On-Highway diesel Fuel prices are nearly double what they were just two years ago.
Freightwaves reported today:
In 2019, the last full pre-pandemic year, [sic] West Texas Intermediate [crude] (WTI) averaged $18.63 a barrel, based on data from the daily settlements of the CME Group Inc. commodity exchange. It regularly dipped below $10 a barrel during the pandemic-gripped market of 2020. At the start of this year, it stood at around $20 a barrel. WTI, in recent days, has hovered just under $60 a barrel, and traders are shaking their heads because they readily admit they have never seen anything like it. Crude is up, but products such as diesel are up a lot further.
Where’s the supply?
Andrew Lipow, an independent refining and markets consultant, noted a long list of non-U.S. refining projects that have been thrown off track, adding to the squeeze in refining capacity
- The explosion of the Philadelphia Energy Solutions refinery and the decision not to rebuild that plant
- Refineries changing to renewable diesel facilities with reduced output;
- Shell in Martinez, Ca
- Phillips 66 near the San Francisco Bay area
- HFC in Cheyenne, Wy
- The deferral of new projects during the pandemic
“As a refinery, are you willing to invest hundreds of millions of dollars [sic] to extend the life of the refinery…in an environment where fossil fuel demand has plateaued and government and state policies have been enacted to reduce demand?” Lipow said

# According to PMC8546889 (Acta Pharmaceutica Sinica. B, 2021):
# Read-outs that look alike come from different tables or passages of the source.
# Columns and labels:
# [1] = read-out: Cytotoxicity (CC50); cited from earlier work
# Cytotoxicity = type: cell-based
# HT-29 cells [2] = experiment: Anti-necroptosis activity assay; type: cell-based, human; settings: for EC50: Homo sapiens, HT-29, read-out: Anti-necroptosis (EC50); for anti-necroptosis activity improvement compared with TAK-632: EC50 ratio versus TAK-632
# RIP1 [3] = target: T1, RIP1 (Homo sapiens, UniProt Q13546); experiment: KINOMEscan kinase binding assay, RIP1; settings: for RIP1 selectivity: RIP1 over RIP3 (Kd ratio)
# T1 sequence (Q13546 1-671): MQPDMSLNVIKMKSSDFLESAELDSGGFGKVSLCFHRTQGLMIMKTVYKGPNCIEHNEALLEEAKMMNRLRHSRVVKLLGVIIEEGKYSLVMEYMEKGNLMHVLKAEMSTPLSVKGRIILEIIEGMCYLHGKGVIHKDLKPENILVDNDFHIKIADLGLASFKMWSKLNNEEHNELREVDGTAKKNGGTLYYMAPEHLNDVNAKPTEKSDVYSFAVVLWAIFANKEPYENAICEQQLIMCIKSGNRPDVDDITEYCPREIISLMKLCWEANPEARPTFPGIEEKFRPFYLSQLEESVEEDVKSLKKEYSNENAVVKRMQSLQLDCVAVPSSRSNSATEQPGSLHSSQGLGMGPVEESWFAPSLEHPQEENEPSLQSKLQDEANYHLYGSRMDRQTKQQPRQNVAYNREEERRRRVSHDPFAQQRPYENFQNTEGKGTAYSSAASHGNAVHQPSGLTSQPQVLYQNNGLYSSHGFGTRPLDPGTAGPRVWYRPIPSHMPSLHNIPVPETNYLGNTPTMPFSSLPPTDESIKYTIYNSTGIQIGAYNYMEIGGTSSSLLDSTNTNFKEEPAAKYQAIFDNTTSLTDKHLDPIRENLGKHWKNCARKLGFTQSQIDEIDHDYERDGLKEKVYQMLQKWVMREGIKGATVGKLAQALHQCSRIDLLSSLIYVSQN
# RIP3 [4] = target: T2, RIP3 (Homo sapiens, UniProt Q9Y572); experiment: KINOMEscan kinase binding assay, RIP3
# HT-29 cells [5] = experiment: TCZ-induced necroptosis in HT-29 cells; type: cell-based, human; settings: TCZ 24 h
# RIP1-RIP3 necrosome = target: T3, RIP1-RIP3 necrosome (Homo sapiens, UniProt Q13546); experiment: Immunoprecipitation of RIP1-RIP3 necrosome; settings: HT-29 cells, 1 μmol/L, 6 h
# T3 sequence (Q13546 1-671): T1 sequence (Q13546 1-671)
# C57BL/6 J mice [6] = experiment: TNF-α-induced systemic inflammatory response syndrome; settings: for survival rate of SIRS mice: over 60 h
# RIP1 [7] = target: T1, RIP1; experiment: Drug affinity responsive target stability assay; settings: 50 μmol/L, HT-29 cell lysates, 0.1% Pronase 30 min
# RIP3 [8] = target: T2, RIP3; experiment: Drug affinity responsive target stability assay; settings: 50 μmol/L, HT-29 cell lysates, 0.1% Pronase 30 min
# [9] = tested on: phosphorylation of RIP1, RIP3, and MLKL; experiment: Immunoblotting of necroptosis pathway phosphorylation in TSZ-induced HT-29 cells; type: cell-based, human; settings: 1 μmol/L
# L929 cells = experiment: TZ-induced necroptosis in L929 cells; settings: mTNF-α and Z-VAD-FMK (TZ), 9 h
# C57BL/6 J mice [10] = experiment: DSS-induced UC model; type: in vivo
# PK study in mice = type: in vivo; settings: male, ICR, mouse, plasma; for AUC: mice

The key numbers to know: According to the Department of Energy (DOE), U.S. refining capacity
- 2010 17.7 million barrels per day
- 2020 just under 20 million barrels per day
- Today 17.9 million barrels per day
U.S. consumption during that period rose to about 20.5 million barrels per day from about 18.6 million [a net negative 1.9 million barrels per day].
In a market where the carrier has no option for less expensive costs, their choices are very limited. Charge more or don’t move the truck. Obviously not moving the truck is not much of an option as the bank or leasing company doesn’t care what the market it like, the carrier has a payment to make next month and they will get it or the truck will find a new owner. Contract rates are generally 3-4 months behind the spot market but fuel surcharges built into those rates have nearly doubled the price of “fixed” transportation costs pushing shippers into the spot market for relief. With demand waning, prices on the spot market should be declining but with fuel at $6 per gallon, there doesn’t seem to be much relief for shippers while at the same time straining the purse strings of carriers large and small.